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Biden sees 56% chance of winning presidency: Betting Giant

President Donald Trump is narrowing the advantage of his Democratic challenger in the race for the White House, with Joe Biden’s chances steadily declining since July, according to Smarkets. Yahoo Finance's Javier E. David and Akiko Fujita discuss.

Video Transcript

AKIKO FUJITA: Secretary of State Mike Pompeo and Eric Trump among the featured speakers at the Republican National Convention tonight, as the party looks to night two. The betting odds are still in Vice President Joe Biden's favor. But trading activity on this market's exchange shows President Trump is slowly chipping away at that lead.

Let's bring in Yahoo Finance's Javier David, who's been breaking down the numbers for us. Javier, how significant are these moves? When you think back to where things were back in 2016, Hillary Clinton had a huge lead with a few months left. How do you read these latest numbers?

JAVIER DAVID: So a couple of really important things-- it's sort of like when we're looking at asset prices, it's important to note the trend. So for Biden in this case, the trend is clearly higher. He is clearly the prohibitive favorite at this time.

What these current numbers show, the ones that were released this morning, is he's sort of losing steam. So it's just how the Dow is basically in a bull market or most of the Wall Street indexes are in a bull trend, they could easily lose today a few hundred points or even as much as 1,000 in the Dow and still be in the upward trend. So Biden's trend is clearly upward.

But what the data today showed us is he's come off a little bit. And the reason why that is significant is last week we had the Democratic National Convention. Most candidates in the wake of their convention get a little bit of a boost in the polls. Biden was sort of flat. Now he's flat from a position of strength, because, as one of our experts told us in June, he's managed to consolidate a lot of the support in a way that Hillary Clinton did not in 2016.

She, too, was well ahead in the polls. But what happened there was, we all know, is there were cracks of support, particularly in the battleground states, that ended up costing her. So just as we can't be-- we couldn't-- back then in hindsight, we couldn't be-- we probably shouldn't have been as confident in her ability to win, we can't necessarily do the same thing here.

So it would be remiss for people to make the mistake that somehow Biden's losing. But you also have to look at the poll numbers as they are and say he is definitely the prohibitive favorite. And President Trump is fighting from an underdog status.

AKIKO FUJITA: Javier, when you look at the roles the conventions are playing this year, I mean, we heard over and over last week, it's unconventional because everything is so virtual. I mean, we weren't expecting sort of that big bounce for Joe Biden. But when you look at this-- the latest numbers here, not just from Smarkets, but when we look at the poll numbers, does that suggest a weakness for Joe Biden? Or is it that President Trump is coming from a position of strength, whether it's in his policy on the economy or the coronavirus? Is it more about him being able to get his message out and gaining momentum on that, or is it about Joe Biden getting his message out and not necessarily being able to get traction with that?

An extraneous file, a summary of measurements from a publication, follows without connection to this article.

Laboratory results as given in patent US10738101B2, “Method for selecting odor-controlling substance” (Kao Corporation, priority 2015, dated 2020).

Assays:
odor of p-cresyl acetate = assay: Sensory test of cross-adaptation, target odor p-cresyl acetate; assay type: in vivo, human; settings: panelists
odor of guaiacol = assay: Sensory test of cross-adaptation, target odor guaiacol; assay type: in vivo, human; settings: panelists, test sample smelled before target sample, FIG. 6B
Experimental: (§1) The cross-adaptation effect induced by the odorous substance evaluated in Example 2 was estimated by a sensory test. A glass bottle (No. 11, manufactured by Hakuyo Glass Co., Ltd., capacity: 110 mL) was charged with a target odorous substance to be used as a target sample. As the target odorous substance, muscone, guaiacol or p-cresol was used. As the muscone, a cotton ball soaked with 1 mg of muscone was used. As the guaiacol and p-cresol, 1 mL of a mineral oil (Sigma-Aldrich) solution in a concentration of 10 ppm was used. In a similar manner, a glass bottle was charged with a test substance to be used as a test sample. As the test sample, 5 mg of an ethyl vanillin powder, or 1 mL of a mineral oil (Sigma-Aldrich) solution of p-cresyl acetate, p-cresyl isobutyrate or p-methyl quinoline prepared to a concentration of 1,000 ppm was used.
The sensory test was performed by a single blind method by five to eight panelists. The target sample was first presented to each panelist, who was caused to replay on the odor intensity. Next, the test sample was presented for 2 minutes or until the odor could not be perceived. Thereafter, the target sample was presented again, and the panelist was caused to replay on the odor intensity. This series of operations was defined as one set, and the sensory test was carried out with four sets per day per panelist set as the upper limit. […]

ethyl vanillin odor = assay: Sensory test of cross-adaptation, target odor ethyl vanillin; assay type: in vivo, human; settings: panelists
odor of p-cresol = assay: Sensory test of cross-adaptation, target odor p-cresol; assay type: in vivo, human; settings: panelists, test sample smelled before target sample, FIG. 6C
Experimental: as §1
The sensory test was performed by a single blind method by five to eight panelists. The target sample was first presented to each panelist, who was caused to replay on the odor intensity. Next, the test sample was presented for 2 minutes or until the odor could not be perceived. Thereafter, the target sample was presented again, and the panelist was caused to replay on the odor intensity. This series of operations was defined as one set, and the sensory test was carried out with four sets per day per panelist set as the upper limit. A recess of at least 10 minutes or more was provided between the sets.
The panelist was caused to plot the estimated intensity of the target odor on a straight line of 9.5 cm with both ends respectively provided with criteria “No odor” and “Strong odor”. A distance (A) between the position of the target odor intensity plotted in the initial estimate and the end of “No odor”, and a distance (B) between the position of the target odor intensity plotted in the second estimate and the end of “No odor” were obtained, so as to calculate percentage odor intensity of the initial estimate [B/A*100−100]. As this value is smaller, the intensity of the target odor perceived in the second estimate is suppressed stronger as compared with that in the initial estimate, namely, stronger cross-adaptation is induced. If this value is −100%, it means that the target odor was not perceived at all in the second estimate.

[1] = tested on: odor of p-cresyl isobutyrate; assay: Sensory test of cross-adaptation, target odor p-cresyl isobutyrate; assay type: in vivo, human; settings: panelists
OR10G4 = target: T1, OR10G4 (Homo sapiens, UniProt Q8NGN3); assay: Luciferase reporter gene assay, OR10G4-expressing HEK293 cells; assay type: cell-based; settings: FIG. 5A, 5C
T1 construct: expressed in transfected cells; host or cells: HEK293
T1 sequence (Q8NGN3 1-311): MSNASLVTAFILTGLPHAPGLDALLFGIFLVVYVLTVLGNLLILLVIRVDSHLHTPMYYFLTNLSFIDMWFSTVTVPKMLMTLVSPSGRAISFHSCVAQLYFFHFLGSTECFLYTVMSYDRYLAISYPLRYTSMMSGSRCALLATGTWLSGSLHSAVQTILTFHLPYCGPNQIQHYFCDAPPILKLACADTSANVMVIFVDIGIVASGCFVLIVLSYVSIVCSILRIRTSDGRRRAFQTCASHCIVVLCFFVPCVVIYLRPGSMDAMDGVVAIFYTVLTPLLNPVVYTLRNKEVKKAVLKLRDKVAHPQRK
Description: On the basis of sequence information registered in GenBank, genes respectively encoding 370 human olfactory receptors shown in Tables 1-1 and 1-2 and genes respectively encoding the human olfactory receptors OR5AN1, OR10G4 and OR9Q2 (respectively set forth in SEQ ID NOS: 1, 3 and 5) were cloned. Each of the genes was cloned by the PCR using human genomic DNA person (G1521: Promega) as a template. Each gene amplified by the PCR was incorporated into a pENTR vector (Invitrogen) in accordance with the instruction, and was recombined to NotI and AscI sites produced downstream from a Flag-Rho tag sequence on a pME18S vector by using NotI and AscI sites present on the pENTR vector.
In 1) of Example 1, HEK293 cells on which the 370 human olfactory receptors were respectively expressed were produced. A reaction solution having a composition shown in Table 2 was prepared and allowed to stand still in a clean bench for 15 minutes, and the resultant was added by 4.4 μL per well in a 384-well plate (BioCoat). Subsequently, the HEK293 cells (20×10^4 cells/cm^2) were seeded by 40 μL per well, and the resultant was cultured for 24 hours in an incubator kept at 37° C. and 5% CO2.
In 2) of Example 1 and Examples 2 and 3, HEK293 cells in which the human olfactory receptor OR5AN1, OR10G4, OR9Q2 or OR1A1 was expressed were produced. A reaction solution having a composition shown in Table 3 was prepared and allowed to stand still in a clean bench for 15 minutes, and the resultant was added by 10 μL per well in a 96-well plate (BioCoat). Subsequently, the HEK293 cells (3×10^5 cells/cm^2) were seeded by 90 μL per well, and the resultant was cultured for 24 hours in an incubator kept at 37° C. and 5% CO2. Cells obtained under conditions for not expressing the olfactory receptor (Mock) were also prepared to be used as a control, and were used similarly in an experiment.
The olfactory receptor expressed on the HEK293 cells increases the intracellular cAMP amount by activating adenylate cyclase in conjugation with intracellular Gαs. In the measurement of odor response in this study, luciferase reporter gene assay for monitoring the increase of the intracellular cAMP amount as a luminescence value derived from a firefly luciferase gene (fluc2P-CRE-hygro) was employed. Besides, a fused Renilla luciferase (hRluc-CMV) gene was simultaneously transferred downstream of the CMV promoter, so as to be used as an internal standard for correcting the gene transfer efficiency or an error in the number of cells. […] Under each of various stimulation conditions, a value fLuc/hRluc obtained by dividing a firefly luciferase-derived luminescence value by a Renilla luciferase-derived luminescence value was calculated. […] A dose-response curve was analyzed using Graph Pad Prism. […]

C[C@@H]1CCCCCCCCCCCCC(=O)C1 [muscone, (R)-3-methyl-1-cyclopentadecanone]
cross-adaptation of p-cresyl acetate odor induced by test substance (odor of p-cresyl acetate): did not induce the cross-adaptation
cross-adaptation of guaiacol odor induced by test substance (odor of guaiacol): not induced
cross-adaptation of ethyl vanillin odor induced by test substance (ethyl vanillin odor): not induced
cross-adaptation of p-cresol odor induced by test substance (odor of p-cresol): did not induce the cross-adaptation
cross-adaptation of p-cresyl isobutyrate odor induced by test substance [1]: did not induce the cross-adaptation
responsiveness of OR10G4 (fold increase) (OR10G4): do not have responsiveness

JAVIER DAVID: Well, what you have here are-- it's a curious state of affairs, because you have two very well-known names. We've known pretty much who President Trump is since the last four years at a very minimum. Joe Biden has been in public service for something upwards of five, four or five decades. He's no newcomer to this. There's not sort of a deficit in terms of your name recognition to overcome.

So on the one hand, President Trump, as the incumbent, has the advantages of incumbency. That is any sort of person who's trying to retain the White House has a certain amount of advantages that they can deploy. They've got the machinery of government that they can work to their advantage.

The development of a coronavirus vaccine and all of these antibody treatments, that is also something that President Trump is moving very aggressively to promote better. And whether you think it's politics or not, he is looking to see how best he can get these things on the market as quickly as possible. So that, again, is an incumbent's advantage. Only he can do that.

On the other hand, he has a tremendous amount of opposition. Biden has been able to consolidate support primarily because people have a deep, deep, deep antipathy toward the president. So in a lot of ways, people have coalesced around Biden because they have this animus toward President Trump.

But again, when you're an incumbent and you can do certain things and you are-- and we are still, more or less, considered to be in an economic recovery from a very deep hole that we were in in the spring. But we are, and there is questions about whether or not we're losing momentum. But there is a very real possibility that September and October, the economy could pick up momentum. And that could be beneficial to the incumbent.

AKIKO FUJITA: We've already heard President Trump sort of hinting at an October surprise, at least on the vaccine front as well. So certainly still plenty of time where the momentum can shift back and forth. Javier David, good to talk to you. Appreciate you bringing that report.